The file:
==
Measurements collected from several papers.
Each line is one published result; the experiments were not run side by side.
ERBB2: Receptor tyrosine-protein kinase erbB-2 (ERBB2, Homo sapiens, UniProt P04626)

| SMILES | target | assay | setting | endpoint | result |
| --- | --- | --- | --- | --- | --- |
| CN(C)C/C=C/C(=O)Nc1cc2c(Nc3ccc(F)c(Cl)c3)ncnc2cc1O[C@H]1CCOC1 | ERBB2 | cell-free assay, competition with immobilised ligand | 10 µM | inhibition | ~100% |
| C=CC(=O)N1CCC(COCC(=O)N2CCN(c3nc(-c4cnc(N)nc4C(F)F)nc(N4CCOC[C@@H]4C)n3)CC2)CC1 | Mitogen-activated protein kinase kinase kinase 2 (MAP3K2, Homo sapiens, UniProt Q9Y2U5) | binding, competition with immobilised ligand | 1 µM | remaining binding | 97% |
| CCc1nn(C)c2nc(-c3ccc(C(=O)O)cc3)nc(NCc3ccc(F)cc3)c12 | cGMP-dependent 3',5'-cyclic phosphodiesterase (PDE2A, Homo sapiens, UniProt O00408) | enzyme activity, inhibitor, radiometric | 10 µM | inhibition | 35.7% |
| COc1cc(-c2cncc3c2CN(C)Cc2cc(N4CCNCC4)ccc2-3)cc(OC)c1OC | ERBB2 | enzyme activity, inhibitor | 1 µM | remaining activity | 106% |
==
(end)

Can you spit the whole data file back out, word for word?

Measurements collected from several papers.
Each line is one published result; the experiments were not run side by side.
ERBB2: Receptor tyrosine-protein kinase erbB-2 (ERBB2, Homo sapiens, UniProt P04626)

| SMILES | target | assay | setting | endpoint | result |
| --- | --- | --- | --- | --- | --- |
| CN(C)C/C=C/C(=O)Nc1cc2c(Nc3ccc(F)c(Cl)c3)ncnc2cc1O[C@H]1CCOC1 | ERBB2 | cell-free assay, competition with immobilised ligand | 10 µM | inhibition | ~100% |
| C=CC(=O)N1CCC(COCC(=O)N2CCN(c3nc(-c4cnc(N)nc4C(F)F)nc(N4CCOC[C@@H]4C)n3)CC2)CC1 | Mitogen-activated protein kinase kinase kinase 2 (MAP3K2, Homo sapiens, UniProt Q9Y2U5) | binding, competition with immobilised ligand | 1 µM | remaining binding | 97% |
| CCc1nn(C)c2nc(-c3ccc(C(=O)O)cc3)nc(NCc3ccc(F)cc3)c12 | cGMP-dependent 3',5'-cyclic phosphodiesterase (PDE2A, Homo sapiens, UniProt O00408) | enzyme activity, inhibitor, radiometric | 10 µM | inhibition | 35.7% |
| COc1cc(-c2cncc3c2CN(C)Cc2cc(N4CCNCC4)ccc2-3)cc(OC)c1OC | ERBB2 | enzyme activity, inhibitor | 1 µM | remaining activity | 106% |